Could love pursue, and suddenly
    Could then achieve a secret meting. These at one time I too roamed free,
    But the north was injurious for me. Did I desire with such deep torment
    Armida’s youthful lips to seek,
    Or kiss the rose of her flaming cheek,
    Or her bosom, full of languid ferment. The hero’s name is decided on. How languidly silent he could be,
    How ardently eloquent was he,
    In careless letters sincerely moving. Like women, the books he also quitted,
    O’er the shelf and its dusty family too
    The funereal taffeta he drew. To that I call;
    By the sea I roam, wait evacuation,
    And beckon a sailing-vessel tall. It is known to me, it is dear to me. And what a low-down form of cunning
    To amuse one half-alive, half-dead. Of course, it would be over-bold,
    Though it’s my business, if all were told:
    But trousers, dress-shirt, waistcoat, tails, —
    For all of these the Russian fails. Reading the sorrowful information,
    Onegin, for the visitation
    Headlong by post-chaise galloped that day,
    Already yawning on the way,
    Prepared then, for the sake of the money,
    For sighs, and boredom, and deceit. You too, dear mama, still more strictly
    Keep a sharp eye on your daughter yet,
    And hold up straight your gold lorgnette. In French he was at home completely,
    And could explain himself and write,
    He danced the mazurka with step so light,
    And bowed most naturally, free and easy;
    What more do you wish. XXXV

    What of Onegin. »

    II

    So thought the youthful pleasure-seeker
    On the postal coach in the dust and din. Of quarrels, sabres, and flying lead. 1 write, my heart no longer gnawing,
    The pen, forgetting, no longer drawing
    Hear verses lying unfinished, instead
    A feminine foot, a profile head. To whom among maidens jealous, vain,
    Did you devote your lyre’s refrain. V

    We all learned something, little by little,
    Somehow or other, at some time
    So, glory to God, at learning’s riddle
    It is no wonder that we can shine. XXIV

    From Tsargrad — pipes with amber gleaming,
    Here’s china and bronze of the highest class,
    And, the delight of effeminate feeling,
    Here’s perfume in bottles of fine cut glass;
    Nail-files, and combs all purposes serving,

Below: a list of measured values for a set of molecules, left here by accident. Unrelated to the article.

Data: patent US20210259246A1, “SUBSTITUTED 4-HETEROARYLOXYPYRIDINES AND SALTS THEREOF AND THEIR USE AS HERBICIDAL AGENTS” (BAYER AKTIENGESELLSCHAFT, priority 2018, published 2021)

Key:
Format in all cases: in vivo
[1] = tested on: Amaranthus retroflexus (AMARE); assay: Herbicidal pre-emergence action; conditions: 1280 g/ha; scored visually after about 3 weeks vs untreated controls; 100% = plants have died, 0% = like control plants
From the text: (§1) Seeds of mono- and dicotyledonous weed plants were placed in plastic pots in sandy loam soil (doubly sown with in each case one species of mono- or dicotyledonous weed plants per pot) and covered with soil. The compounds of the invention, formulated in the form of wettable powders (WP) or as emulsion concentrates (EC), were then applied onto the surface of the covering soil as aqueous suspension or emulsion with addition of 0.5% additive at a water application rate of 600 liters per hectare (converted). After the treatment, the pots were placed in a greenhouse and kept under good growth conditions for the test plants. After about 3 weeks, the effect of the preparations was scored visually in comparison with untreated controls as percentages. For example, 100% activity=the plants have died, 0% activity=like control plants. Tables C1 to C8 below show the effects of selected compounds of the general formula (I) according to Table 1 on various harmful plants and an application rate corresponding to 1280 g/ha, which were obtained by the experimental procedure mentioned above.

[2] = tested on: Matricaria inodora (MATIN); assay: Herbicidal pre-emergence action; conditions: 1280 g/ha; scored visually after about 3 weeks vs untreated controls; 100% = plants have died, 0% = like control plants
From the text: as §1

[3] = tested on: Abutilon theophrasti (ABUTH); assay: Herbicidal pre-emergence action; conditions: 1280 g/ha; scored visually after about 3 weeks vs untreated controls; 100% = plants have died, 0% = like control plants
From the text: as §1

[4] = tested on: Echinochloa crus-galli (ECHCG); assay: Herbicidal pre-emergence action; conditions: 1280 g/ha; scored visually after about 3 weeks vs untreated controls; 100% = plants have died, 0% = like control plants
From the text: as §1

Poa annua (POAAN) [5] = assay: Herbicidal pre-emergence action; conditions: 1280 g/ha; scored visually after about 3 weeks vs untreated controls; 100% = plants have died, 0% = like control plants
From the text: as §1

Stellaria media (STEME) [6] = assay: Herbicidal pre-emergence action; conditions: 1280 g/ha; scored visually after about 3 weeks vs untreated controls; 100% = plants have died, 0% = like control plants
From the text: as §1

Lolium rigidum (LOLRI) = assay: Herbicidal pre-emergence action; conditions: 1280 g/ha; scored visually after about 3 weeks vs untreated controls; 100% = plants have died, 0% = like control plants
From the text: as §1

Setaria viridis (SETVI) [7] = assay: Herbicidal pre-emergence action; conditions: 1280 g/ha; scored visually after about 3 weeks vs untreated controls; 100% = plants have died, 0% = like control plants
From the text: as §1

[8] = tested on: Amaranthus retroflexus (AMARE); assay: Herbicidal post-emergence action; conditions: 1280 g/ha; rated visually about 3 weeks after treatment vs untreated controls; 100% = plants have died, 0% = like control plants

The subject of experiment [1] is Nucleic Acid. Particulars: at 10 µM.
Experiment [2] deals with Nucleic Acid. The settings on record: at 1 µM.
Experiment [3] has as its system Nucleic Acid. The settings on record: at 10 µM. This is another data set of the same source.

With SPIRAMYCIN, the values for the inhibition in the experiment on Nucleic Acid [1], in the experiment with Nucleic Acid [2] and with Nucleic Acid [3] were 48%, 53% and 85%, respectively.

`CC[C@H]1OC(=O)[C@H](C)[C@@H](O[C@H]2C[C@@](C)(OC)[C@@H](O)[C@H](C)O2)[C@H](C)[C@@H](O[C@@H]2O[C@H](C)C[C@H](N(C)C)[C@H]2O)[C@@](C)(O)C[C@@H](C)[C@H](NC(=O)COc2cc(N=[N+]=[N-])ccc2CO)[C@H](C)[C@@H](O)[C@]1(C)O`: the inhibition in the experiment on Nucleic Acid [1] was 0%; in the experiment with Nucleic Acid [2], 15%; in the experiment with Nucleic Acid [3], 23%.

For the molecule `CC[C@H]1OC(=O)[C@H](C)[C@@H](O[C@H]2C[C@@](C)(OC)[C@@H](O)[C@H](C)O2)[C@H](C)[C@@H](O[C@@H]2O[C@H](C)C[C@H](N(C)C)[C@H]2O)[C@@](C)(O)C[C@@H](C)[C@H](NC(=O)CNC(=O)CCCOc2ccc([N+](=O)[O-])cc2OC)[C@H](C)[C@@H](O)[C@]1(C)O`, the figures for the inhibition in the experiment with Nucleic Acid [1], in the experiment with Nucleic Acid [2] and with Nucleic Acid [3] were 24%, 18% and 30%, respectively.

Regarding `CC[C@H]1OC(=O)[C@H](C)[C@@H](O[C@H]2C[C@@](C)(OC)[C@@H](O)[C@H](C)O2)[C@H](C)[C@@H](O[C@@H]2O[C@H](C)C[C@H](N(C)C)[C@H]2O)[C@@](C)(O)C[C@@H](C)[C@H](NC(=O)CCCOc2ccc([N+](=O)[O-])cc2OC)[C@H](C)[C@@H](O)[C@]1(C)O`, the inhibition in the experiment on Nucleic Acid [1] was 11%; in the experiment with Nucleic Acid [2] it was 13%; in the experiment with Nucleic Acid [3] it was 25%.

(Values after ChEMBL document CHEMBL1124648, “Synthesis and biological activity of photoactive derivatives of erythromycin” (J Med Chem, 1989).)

And scissors sharp, both straight and curving,
    And brushes here of thirty sorts,
    For nails, and teeth, and hair of course. With tender caresses did reward
    Your pensive song, and your narration,
    And whom did you deify, whom adored. To that live workshop he was a stranger,
    To people whom I do not condemn,
    Since I myself belong to them. XIX

    My goddesses. In years of wisdom
    That master of satire, brisk and bold,
    Shone there Fonvizin, friend of freedom,
    And imitative Knyazhnin of old;
    There Ozerov, the involuntary homage
    Of people’s tears, applause and honours
    With youthful Semenova shared:
    There our Katenin life restored
    To the genius of Cornelius’ story;
    There stinging Shakhovskoy brought out
    His noisy comedies’ merry rout. And still there is no end to stamping,
    To sniffing, coughing, sneezing, clapping,
    And still inside and out, in line,
    Are lanterns everywhere a-shine;
    And still, a-shivering, stamp the horses,
    Bored in their harness, they too tire;
    And coachmen standing round the fire
    Beat hands, on masters pour out curses —
    Onegin has gone already, I guess,
    Back home to change once more his dress. XXIX

    In days of fun, and youthful wishes,
    I was just mad about the ball;
    No truer place for vows and kisses,
    And passing secret notes withal. Meanwhile, concerning my new novel,
    The opening chapter now is done. XXVI

    In the taste of latest modes of dressing
    Having engaged your inquisitive glance,
    I could, before the wise digressing,